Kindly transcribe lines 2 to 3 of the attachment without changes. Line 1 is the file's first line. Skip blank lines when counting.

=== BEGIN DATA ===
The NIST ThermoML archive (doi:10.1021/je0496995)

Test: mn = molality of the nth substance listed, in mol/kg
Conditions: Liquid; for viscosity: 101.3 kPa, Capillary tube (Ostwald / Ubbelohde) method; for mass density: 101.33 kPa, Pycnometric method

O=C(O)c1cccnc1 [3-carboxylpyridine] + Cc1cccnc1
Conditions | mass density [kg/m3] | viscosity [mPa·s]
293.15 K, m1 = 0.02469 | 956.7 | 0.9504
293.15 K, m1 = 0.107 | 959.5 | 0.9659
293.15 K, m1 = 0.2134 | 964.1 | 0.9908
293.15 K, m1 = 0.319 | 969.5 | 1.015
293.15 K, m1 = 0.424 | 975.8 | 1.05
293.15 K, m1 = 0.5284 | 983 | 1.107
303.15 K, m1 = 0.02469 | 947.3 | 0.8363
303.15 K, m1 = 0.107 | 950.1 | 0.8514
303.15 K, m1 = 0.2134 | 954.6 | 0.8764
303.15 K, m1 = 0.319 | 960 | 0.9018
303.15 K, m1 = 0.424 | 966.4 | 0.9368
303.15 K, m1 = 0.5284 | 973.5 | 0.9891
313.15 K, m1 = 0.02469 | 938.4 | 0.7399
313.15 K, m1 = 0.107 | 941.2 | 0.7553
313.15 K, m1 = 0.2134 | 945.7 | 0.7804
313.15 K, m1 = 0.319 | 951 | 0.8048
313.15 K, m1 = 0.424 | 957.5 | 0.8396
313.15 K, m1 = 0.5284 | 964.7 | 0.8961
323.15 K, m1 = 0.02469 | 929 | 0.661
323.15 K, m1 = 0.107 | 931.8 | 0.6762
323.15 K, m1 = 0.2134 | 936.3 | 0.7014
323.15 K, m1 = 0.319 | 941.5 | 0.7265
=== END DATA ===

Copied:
Test: mn = molality of the nth substance listed, in mol/kg
Conditions: Liquid; for viscosity: 101.3 kPa, Capillary tube (Ostwald / Ubbelohde) method; for mass density: 101.33 kPa, Pycnometric method